27 Sep National Disability Employment Awareness Month
When Sahleah was born, I imagined how she’d contribute to the world. Like most parents, my well-intended day dreams picked her career and aspirations. I’d imagine that she’d be a doctor or an attorney, that she’d attend my alma mater, University of Florida, and she’d have a heart of gold, giving up her weekends to volunteer at the local soup kitchen. No pressure for a newborn! LOL!
In admiration for who she is now, I can attest that her heart is indeed 24-carat gold and her gifts lead me to believe that her contributions to the world will manifest through art, music or animals. Whichever path she chooses, it will look differently and will be even more supported than I could have imagined 13 years ago.
October is National Disability Employment Awareness Month which observes the contributions of workers with disabilities and acknowledges the value of a workforce inclusive of their skills and talents.
Sahleah will be entering the workforce in a few years and my goal is to better prepare her for that milestone. Like all teens, she’s been expressing the need for independence and wants a part time job, while in high school.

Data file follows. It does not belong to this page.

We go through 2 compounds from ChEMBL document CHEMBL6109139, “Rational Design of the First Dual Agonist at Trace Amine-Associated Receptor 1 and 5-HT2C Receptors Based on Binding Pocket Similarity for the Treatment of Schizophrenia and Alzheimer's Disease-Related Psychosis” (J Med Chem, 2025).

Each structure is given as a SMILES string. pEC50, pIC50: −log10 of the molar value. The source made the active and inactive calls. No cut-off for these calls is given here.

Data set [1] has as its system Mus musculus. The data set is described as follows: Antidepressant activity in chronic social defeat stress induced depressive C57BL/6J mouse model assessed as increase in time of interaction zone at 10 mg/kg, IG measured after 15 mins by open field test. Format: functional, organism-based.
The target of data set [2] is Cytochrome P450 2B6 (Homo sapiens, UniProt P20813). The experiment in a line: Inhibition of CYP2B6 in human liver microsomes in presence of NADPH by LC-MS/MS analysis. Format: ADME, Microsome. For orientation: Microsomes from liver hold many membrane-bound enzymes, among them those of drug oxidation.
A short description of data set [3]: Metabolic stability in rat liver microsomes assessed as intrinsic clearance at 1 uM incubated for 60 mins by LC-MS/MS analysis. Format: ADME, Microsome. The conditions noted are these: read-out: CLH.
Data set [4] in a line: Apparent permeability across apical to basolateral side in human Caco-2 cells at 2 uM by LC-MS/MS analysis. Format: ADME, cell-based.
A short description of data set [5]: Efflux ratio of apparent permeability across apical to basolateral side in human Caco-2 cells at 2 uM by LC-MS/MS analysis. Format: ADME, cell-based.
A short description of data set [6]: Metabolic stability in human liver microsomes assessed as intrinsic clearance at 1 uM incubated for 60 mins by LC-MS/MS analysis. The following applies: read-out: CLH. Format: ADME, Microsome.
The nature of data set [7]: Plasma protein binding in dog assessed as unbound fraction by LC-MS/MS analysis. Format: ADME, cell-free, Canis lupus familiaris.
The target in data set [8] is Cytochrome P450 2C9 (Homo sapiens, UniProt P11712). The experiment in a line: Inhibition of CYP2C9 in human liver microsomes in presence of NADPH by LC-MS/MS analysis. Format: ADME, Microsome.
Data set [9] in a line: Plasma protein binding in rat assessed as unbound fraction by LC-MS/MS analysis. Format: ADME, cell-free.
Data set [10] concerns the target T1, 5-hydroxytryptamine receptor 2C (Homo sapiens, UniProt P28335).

In our home, we have identified various ways for Sahleah to increase her independence by completing household chores, such as cooking, caring for the dogs, her room and getting her to the point of doing these unprompted.
In addition to what’s happening at home, I’ll be attending a few workshops sponsored by the county to discuss transition programs that will provide information on work programs, support at college and housing opportunities for those with special needs. I’ll write about these programs in a future post.
NBEAM can trace its roots back to the Social Security Act of 1935, at a time when autism understanding and research was still in its infancy.
As a parent of a child with special needs, I often think about her launch into the world and am grateful for the legislations, such as the American’s with Disabilities Act and programs to make her transition a bit easier.